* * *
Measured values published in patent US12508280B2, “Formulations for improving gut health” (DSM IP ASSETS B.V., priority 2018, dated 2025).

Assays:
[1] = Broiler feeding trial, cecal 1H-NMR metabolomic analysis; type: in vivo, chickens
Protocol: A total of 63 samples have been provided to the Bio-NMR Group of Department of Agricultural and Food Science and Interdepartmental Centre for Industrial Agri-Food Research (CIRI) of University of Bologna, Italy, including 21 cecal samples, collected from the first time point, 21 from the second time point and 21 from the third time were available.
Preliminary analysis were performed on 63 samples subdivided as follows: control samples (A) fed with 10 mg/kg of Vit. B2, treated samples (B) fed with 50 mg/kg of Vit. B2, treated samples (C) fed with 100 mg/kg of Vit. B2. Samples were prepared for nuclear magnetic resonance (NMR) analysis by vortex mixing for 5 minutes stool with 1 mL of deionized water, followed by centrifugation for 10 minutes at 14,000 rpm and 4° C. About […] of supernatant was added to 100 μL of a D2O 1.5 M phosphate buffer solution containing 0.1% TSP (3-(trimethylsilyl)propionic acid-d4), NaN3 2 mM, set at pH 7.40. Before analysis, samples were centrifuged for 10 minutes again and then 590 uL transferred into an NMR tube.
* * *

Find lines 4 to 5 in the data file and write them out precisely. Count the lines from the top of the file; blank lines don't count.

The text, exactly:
Protocol: A total of 63 samples have been provided to the Bio-NMR Group of Department of Agricultural and Food Science and Interdepartmental Centre for Industrial Agri-Food Research (CIRI) of University of Bologna, Italy, including 21 cecal samples, collected from the first time point, 21 from the second time point and 21 from the third time were available.
Preliminary analysis were performed on 63 samples subdivided as follows: control samples (A) fed with 10 mg/kg of Vit. B2, treated samples (B) fed with 50 mg/kg of Vit. B2, treated samples (C) fed with 100 mg/kg of Vit. B2. Samples were prepared for nuclear magnetic resonance (NMR) analysis by vortex mixing for 5 minutes stool with 1 mL of deionized water, followed by centrifugation for 10 minutes at 14,000 rpm and 4° C. About […] of supernatant was added to 100 μL of a D2O 1.5 M phosphate buffer solution containing 0.1% TSP (3-(trimethylsilyl)propionic acid-d4), NaN3 2 mM, set at pH 7.40. Before analysis, samples were centrifuged for 10 minutes again and then 590 uL transferred into an NMR tube.